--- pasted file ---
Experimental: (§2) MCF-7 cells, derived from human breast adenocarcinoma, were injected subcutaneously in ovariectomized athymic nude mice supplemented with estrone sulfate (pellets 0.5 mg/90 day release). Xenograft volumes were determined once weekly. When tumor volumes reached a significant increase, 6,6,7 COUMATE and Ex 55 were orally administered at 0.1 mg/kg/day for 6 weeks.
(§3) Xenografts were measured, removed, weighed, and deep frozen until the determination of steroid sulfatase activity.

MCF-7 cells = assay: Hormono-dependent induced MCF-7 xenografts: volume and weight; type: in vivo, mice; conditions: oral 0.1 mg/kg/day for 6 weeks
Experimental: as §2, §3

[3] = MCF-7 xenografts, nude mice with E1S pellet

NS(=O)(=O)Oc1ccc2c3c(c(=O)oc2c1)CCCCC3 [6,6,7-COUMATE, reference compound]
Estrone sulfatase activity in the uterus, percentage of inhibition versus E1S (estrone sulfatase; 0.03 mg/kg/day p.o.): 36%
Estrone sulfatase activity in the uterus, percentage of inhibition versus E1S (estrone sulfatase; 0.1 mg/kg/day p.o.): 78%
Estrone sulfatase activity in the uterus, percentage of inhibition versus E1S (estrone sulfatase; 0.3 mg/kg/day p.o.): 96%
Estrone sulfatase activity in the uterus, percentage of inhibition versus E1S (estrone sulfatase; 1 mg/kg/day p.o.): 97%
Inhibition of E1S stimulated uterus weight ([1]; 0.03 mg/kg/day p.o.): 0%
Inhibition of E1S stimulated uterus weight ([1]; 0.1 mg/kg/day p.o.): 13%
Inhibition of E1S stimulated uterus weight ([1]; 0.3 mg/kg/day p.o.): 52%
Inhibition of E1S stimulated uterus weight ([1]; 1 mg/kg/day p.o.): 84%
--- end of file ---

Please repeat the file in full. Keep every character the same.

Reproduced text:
Experimental: (§2) MCF-7 cells, derived from human breast adenocarcinoma, were injected subcutaneously in ovariectomized athymic nude mice supplemented with estrone sulfate (pellets 0.5 mg/90 day release). Xenograft volumes were determined once weekly. When tumor volumes reached a significant increase, 6,6,7 COUMATE and Ex 55 were orally administered at 0.1 mg/kg/day for 6 weeks.
(§3) Xenografts were measured, removed, weighed, and deep frozen until the determination of steroid sulfatase activity.

MCF-7 cells = assay: Hormono-dependent induced MCF-7 xenografts: volume and weight; type: in vivo, mice; conditions: oral 0.1 mg/kg/day for 6 weeks
Experimental: as §2, §3

[3] = MCF-7 xenografts, nude mice with E1S pellet

NS(=O)(=O)Oc1ccc2c3c(c(=O)oc2c1)CCCCC3 [6,6,7-COUMATE, reference compound]
Estrone sulfatase activity in the uterus, percentage of inhibition versus E1S (estrone sulfatase; 0.03 mg/kg/day p.o.): 36%
Estrone sulfatase activity in the uterus, percentage of inhibition versus E1S (estrone sulfatase; 0.1 mg/kg/day p.o.): 78%
Estrone sulfatase activity in the uterus, percentage of inhibition versus E1S (estrone sulfatase; 0.3 mg/kg/day p.o.): 96%
Estrone sulfatase activity in the uterus, percentage of inhibition versus E1S (estrone sulfatase; 1 mg/kg/day p.o.): 97%
Inhibition of E1S stimulated uterus weight ([1]; 0.03 mg/kg/day p.o.): 0%
Inhibition of E1S stimulated uterus weight ([1]; 0.1 mg/kg/day p.o.): 13%
Inhibition of E1S stimulated uterus weight ([1]; 0.3 mg/kg/day p.o.): 52%
Inhibition of E1S stimulated uterus weight ([1]; 1 mg/kg/day p.o.): 84%